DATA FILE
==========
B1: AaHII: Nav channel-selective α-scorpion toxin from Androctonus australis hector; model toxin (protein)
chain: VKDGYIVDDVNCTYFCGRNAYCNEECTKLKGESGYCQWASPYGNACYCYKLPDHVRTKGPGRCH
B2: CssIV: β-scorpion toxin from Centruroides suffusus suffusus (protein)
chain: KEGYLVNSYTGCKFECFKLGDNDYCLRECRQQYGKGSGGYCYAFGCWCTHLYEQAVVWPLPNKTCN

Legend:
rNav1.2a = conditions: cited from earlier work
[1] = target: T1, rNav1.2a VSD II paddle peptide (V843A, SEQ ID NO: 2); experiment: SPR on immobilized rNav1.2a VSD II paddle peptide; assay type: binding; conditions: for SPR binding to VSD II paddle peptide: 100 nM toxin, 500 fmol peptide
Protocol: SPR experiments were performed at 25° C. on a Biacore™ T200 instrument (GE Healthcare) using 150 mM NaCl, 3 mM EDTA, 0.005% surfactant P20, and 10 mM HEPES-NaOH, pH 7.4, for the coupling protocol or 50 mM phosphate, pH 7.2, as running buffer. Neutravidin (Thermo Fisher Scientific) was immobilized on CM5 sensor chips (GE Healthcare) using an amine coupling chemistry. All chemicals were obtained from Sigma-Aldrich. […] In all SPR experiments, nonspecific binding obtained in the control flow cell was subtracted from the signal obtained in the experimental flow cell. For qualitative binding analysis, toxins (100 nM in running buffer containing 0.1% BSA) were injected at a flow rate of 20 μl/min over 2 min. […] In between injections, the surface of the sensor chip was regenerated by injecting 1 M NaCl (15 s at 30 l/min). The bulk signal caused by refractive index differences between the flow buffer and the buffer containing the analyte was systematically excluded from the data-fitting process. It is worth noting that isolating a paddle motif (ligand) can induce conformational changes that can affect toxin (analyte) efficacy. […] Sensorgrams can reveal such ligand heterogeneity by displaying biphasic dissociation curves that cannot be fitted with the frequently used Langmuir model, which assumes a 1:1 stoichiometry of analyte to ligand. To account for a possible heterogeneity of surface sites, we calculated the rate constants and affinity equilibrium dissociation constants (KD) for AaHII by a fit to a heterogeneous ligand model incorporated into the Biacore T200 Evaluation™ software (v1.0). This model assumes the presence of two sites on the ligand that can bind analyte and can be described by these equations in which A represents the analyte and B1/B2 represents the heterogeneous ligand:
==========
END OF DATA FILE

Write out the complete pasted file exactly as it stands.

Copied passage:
B1: AaHII: Nav channel-selective α-scorpion toxin from Androctonus australis hector; model toxin (protein)
chain: VKDGYIVDDVNCTYFCGRNAYCNEECTKLKGESGYCQWASPYGNACYCYKLPDHVRTKGPGRCH
B2: CssIV: β-scorpion toxin from Centruroides suffusus suffusus (protein)
chain: KEGYLVNSYTGCKFECFKLGDNDYCLRECRQQYGKGSGGYCYAFGCWCTHLYEQAVVWPLPNKTCN

Legend:
rNav1.2a = conditions: cited from earlier work
[1] = target: T1, rNav1.2a VSD II paddle peptide (V843A, SEQ ID NO: 2); experiment: SPR on immobilized rNav1.2a VSD II paddle peptide; assay type: binding; conditions: for SPR binding to VSD II paddle peptide: 100 nM toxin, 500 fmol peptide
Protocol: SPR experiments were performed at 25° C. on a Biacore™ T200 instrument (GE Healthcare) using 150 mM NaCl, 3 mM EDTA, 0.005% surfactant P20, and 10 mM HEPES-NaOH, pH 7.4, for the coupling protocol or 50 mM phosphate, pH 7.2, as running buffer. Neutravidin (Thermo Fisher Scientific) was immobilized on CM5 sensor chips (GE Healthcare) using an amine coupling chemistry. All chemicals were obtained from Sigma-Aldrich. […] In all SPR experiments, nonspecific binding obtained in the control flow cell was subtracted from the signal obtained in the experimental flow cell. For qualitative binding analysis, toxins (100 nM in running buffer containing 0.1% BSA) were injected at a flow rate of 20 μl/min over 2 min. […] In between injections, the surface of the sensor chip was regenerated by injecting 1 M NaCl (15 s at 30 l/min). The bulk signal caused by refractive index differences between the flow buffer and the buffer containing the analyte was systematically excluded from the data-fitting process. It is worth noting that isolating a paddle motif (ligand) can induce conformational changes that can affect toxin (analyte) efficacy. […] Sensorgrams can reveal such ligand heterogeneity by displaying biphasic dissociation curves that cannot be fitted with the frequently used Langmuir model, which assumes a 1:1 stoichiometry of analyte to ligand. To account for a possible heterogeneity of surface sites, we calculated the rate constants and affinity equilibrium dissociation constants (KD) for AaHII by a fit to a heterogeneous ligand model incorporated into the Biacore T200 Evaluation™ software (v1.0). This model assumes the presence of two sites on the ligand that can bind analyte and can be described by these equations in which A represents the analyte and B1/B2 represents the heterogeneous ligand: